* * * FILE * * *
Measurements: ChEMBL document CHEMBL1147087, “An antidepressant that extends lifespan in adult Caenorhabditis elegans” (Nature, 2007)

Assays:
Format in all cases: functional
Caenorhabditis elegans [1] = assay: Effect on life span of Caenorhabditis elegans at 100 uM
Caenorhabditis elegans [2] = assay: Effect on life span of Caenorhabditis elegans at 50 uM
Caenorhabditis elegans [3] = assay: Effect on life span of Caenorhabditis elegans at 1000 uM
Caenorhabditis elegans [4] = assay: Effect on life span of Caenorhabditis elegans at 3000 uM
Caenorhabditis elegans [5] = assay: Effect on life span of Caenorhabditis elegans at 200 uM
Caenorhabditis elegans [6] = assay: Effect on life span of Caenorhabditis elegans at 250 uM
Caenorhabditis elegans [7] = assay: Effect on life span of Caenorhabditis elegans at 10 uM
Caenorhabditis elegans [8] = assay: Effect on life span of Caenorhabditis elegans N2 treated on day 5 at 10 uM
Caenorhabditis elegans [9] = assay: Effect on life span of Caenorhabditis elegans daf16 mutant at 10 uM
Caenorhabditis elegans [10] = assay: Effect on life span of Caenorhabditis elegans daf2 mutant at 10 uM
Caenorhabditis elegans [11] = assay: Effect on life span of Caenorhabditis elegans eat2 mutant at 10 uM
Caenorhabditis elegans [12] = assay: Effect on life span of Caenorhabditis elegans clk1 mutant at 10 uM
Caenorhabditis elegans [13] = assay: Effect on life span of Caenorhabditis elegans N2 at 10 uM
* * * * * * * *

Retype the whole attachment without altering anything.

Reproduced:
Measurements: ChEMBL document CHEMBL1147087, “An antidepressant that extends lifespan in adult Caenorhabditis elegans” (Nature, 2007)

Assays:
Format in all cases: functional
Caenorhabditis elegans [1] = assay: Effect on life span of Caenorhabditis elegans at 100 uM
Caenorhabditis elegans [2] = assay: Effect on life span of Caenorhabditis elegans at 50 uM
Caenorhabditis elegans [3] = assay: Effect on life span of Caenorhabditis elegans at 1000 uM
Caenorhabditis elegans [4] = assay: Effect on life span of Caenorhabditis elegans at 3000 uM
Caenorhabditis elegans [5] = assay: Effect on life span of Caenorhabditis elegans at 200 uM
Caenorhabditis elegans [6] = assay: Effect on life span of Caenorhabditis elegans at 250 uM
Caenorhabditis elegans [7] = assay: Effect on life span of Caenorhabditis elegans at 10 uM
Caenorhabditis elegans [8] = assay: Effect on life span of Caenorhabditis elegans N2 treated on day 5 at 10 uM
Caenorhabditis elegans [9] = assay: Effect on life span of Caenorhabditis elegans daf16 mutant at 10 uM
Caenorhabditis elegans [10] = assay: Effect on life span of Caenorhabditis elegans daf2 mutant at 10 uM
Caenorhabditis elegans [11] = assay: Effect on life span of Caenorhabditis elegans eat2 mutant at 10 uM
Caenorhabditis elegans [12] = assay: Effect on life span of Caenorhabditis elegans clk1 mutant at 10 uM
Caenorhabditis elegans [13] = assay: Effect on life span of Caenorhabditis elegans N2 at 10 uM